Last edited by HiJackZX1; 12-10-2011, 03:15 PM.
              Nirwana Project, the Android/Win 7 hybrid system!

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              3x 7 inch Screens
              1X 7 inch motorized Screen
              1x Win 7 PC

              Comment


              • #8
                I see you already cut quite a bit of your dash away on the passengers side. I would modify that bezel, make it as tight to the monitor as possible and get the monitor as far into the dash as possible in order to integrate it a bit more. That way its not just sitting on the dash taking up the view. Trust me, having a monitor in your face as the passenger will loose its novelty real quick.

                To fill the gap you can use a temporary structure, like clay, or get something that will be perminantly bonded in like metal mesh (like chicken wire) or cardboard.

                As for the clay, look at the end of the first page for the makeing on the center channel and the second page for the finished product: some of my stuff

                Comment


                • #9
                  Originally posted by djvillar View Post
                  I see you already cut quite a bit of your dash away on the passengers side. I would modify that bezel, make it as tight to the monitor as possible and get the monitor as far into the dash as possible in order to integrate it a bit more. That way its not just sitting on the dash taking up the view. Trust me, having a monitor in your face as the passenger will loose its novelty real quick.

                  To fill the gap you can use a temporary structure, like clay, or get something that will be perminantly bonded in like metal mesh (like chicken wire) or cardboard.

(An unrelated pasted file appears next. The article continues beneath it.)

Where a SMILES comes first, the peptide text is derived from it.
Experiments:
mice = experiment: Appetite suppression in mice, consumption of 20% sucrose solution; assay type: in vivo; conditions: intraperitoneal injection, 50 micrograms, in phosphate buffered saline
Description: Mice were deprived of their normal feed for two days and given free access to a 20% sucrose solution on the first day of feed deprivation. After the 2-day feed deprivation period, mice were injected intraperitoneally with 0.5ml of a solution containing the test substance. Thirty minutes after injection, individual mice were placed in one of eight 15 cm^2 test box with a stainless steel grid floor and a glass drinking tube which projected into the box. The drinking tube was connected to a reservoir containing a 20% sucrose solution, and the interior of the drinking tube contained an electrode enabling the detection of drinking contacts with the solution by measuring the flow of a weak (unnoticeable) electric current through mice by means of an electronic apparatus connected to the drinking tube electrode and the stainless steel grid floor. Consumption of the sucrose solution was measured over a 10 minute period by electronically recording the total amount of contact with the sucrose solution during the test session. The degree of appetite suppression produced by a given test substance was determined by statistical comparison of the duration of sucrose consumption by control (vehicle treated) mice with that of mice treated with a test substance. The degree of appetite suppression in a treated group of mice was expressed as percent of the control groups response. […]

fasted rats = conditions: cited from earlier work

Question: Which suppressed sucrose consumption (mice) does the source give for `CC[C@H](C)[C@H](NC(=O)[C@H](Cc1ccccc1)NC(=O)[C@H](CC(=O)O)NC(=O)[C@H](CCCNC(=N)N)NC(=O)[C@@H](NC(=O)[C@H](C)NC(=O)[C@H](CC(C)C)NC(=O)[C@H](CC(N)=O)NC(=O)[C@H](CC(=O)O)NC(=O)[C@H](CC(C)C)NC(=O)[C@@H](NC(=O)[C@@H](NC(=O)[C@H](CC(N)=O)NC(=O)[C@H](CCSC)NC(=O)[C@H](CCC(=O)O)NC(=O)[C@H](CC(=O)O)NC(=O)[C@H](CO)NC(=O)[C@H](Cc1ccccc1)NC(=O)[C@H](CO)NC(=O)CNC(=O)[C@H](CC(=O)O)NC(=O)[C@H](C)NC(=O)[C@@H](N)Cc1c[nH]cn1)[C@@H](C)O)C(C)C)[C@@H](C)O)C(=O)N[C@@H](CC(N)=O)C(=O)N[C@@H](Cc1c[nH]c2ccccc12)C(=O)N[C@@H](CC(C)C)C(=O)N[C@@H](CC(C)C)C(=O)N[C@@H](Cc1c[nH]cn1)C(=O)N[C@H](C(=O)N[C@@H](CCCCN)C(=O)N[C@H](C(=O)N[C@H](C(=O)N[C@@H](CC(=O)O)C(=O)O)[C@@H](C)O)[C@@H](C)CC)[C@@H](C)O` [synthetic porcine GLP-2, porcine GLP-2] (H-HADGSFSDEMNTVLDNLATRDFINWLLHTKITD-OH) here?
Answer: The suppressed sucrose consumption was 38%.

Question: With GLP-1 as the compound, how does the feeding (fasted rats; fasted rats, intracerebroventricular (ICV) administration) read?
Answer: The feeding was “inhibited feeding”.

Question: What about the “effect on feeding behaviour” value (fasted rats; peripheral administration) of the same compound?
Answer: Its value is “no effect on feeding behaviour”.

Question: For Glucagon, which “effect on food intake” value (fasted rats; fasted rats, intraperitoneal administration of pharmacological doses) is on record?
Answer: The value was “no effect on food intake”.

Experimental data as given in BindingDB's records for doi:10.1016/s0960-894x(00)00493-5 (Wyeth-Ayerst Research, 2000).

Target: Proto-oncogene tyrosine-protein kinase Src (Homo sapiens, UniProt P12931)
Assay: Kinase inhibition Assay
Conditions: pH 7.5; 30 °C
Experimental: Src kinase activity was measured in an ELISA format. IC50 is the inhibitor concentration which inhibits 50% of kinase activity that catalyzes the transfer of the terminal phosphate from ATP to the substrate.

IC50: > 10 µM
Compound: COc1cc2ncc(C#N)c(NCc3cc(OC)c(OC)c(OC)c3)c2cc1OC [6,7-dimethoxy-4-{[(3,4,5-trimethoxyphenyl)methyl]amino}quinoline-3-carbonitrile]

As for the clay, look at the end of the first page for the makeing on the center channel and the second page for the finished product: some of my stuff
                  Well here is the thing, I know its odd, but I want the screen to look like a headunit type setup. I did the same thing with my middle screen. I had Nexson make it so it can accommodate the whole EBY701 as it is, I want the same done on the passenger screen. The big hole was supposed to fit a motorized screen, but I decided to use what I had laying around. Now I use the hole as access to the back of the screen. Makes it easy to take it in and out. Now I get your point, but the area that I have the screen in, is actually the lowest part of the dash. Plus Im a bad host and if they dont like it, they can gets to walkingggggggg. Ive actually sat in the seat and I can see the road, they just cant see the hood.

                  but is using the clay before or after I stretch the fabric and resin it?
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                  • #10
                    I'm still lost on getting the fabric on the dash to get its new shape. I have 3 screens, so I dont know if they should be done individual, or as one big piece?
                    Nirwana Project, the Android/Win 7 hybrid system!

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                    • #11
                      You probably don't need clay anywhere. I just wanted to show you an option to get a shape that demands a sculpted form. In my thread, I knew the shape I wanted (do to what seems like hundreds of napkin sketches then moving to some 3d models) and I knew I would not be able to achieve the form/contours for the sides near the dash by stretching clothe. This is where the clay came in. I used the clay to roughly model the form I wanted. Then I use fiberglass jelly on top of that. Once hard, I just scooped out the clay, sanded and glazed to a finished form, inserted the ring and stretched clothe (aka an old tee shirt) for the rest of the form.

                      Where my thread might come in handy for you is the base of the center speaker. I wanted it to fit perfectly to the console as if it were factory made. In order to do this, I taped off the console and fiberglassed it. This gave me a perfect base plate. I bonded it to the back plate, let it fully cure, pulled it out and then could work with it out of the car. Once I had the base bonded to the back I then moved to building up the sides out of clay and so on.